What’s Wrong with Some Scavenging?

This beautiful essay on sentimental ‘basura’or trash inspired me to share my own ‘basurera’ moment in this post.

Sharing My Basurera Moment

I bet too that we all have our own ‘basurera’ moment that made life a little easier and lighter for us.  I think that this is so typically Filipino.  We even have a term for it, ‘harimunan’.  I can’t find an English synonym for the term.  It may sometimes connote negative meaning because it can imply taking advantage of other people’s resources.  If it is a habit, it is probably bad but that is not what the post is about.  But if the giver does not mind or is just disposing his excesses, the scavenger might even be helping the person organize his home, his life.

I guess that the most idealistic among us are too busy making their lives purposeful that they do not mind repurposing other people’s ‘trash’.

I recall my own scavenging moment while on a scholarship grant to study Nihonggo in Japan in the mid 90s.  Our generous host provided for our study, accommodation, cost of living and even sundries.  However, the apartment we stayed in was empty except for the futons, washing machine and kitchen/dining essentials.

We would be studying for 6 months away from our families.  It can be daunting and lonely if we cannot have a home away from home.  So my roommate and I tried to make a home out of that cold apartment that doesn’t have a heater…. sigh.

Six months was long enough to feel pangs of loneliness as I recall missing my then less than 2 year toddler daughter and my preschooler daughter most of the time.  Yet, it was short enough to build something big and permanent.  Our host was gracious enough to provide us a tv set that only have shows in Nihonggo.  Again, no complaints.  We are thankful we could watch something lively and colorful when we’re feeling homesick.  It also helped in our study of the language.   Six months was just enough time to socialize and make friends among the small community of students, teachers, co-workers in our arubaito, and  neighbors.  How can we in an apartment lacking the essentials to accommodate guests?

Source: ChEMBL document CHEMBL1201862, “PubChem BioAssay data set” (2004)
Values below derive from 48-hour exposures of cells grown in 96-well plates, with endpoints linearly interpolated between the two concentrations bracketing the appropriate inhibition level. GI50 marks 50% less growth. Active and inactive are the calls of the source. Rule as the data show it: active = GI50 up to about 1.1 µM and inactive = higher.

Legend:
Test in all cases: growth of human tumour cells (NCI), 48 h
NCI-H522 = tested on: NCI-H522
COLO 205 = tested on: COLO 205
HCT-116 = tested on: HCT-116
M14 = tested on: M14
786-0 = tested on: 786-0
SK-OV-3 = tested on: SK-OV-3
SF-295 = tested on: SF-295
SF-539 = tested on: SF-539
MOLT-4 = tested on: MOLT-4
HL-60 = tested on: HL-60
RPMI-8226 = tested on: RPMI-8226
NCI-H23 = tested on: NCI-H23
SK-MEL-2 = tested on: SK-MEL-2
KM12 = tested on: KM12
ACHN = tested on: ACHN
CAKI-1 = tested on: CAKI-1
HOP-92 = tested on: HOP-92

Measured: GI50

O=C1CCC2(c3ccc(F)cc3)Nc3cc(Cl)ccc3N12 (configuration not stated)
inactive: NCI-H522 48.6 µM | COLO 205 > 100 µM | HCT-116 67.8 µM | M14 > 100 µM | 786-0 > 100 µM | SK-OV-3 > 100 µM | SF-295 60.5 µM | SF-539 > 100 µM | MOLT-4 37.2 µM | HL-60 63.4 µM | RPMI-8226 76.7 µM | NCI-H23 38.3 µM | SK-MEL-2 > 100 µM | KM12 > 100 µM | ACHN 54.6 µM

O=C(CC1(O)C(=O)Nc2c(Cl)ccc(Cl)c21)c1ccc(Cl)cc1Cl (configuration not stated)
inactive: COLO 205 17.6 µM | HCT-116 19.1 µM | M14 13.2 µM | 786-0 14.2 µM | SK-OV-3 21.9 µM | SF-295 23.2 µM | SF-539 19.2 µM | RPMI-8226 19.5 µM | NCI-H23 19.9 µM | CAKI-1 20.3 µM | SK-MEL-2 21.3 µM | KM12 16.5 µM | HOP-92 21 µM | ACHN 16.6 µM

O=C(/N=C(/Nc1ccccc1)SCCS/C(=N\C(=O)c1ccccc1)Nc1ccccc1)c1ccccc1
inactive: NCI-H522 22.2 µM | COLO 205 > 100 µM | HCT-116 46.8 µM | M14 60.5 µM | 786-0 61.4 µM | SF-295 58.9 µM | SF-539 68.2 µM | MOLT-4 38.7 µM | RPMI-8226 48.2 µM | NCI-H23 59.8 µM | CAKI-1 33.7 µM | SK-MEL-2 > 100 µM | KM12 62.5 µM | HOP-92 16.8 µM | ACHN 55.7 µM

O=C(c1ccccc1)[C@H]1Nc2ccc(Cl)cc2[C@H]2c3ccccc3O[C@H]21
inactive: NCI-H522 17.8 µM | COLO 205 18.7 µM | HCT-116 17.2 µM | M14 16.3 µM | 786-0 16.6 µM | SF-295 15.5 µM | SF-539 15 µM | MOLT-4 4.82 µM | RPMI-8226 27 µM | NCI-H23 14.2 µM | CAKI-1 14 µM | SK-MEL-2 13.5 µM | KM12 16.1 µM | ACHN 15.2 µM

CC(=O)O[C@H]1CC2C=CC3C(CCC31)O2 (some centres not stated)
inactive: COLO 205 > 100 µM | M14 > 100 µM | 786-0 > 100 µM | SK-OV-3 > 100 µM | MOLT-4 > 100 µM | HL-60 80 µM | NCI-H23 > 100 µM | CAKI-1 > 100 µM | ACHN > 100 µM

Filipinos know too well that affluent countries are throwaway economies.  Japanese like Americans throw what they no longer need or use.

One day, my roommate/classmate passed by a set of two Japanese-style seaters on our way to school in that small hilly community.  We haven’t done any scavenging at that time but the sight of the seaters and thought of the empty apartment seem to be a match made in heaven, a thought too strong to ignore.  We looked at each other and knew what to do.  We carried the seaters to an area that would conceal them.  After school, we carried the seaters one at a time to our apartment .  We lost no time cleaning and disinfecting them with everything we got.  They looked good in our living room when we were done.  That small addition made the apartment feel like home for the next months, something we can flop on after a hard day at school or at the onsen where we work for our arubaito.  It later became our entertainment area where we would host small get-togethers for visitors and friends.

That wouldn’t the last time we would pick other people’s trash.  We would be icky at times but we would be lucky sometimes to find something useful or valuable like some yen that my roommate found.  We found other home stuff, a watch and other things…. some were useful, others were just trash.

After six months, we left two beautifully-restored seaters to our Chinese friends who will be studying longer than us.  On hindsight, we did not only leave pieces of used furniture but memories of how we survived and fought off homesickness in a strange land.

I carried that repurposing lifestyle until now.  I try to use things until its end of life when they are no longer reparable.  I practice the 3Rs.  At one point, I was so into collecting things. When I realized I had tons of unused and no longer usable items, I knew I developed a bad habit that must end.

Over the years, I learned better.  I am now both a disposer and a scavenger.  When it doesn’t fit or I do not like it anymore, I give it to someone who can use it.  I also ask  others for something they want to dispose which I or others might need.  I put up this page for this purpose.  Sadly, it hasn’t gained as much traction as I expected to when free stuffs are freely given.  Sometimes, it boils down to pride which is also a Filipino thing…. A friend messaged me saying she is too ashamed to ask for free stuff.  Some said they would share when they find the time.  A pity really because just look at our home and the clutter showing all our hidden ‘greed’.  Ridding our homes of clutter can help us breathe easy.

It takes the the pettiness of a person from whom we expected more to disparage the scavenging of a Vice President for us to admit we are also scavengers.  I’m glad that this issue became viral to know many stories of the resilience of Filipinos to survive in hard times to show it is not one isolated destitute story.

I hope that the shallow among us learn that it is not so humiliating to reuse stuff and .  It is even respectable to know that one can go to such length to live within one’s means   ….

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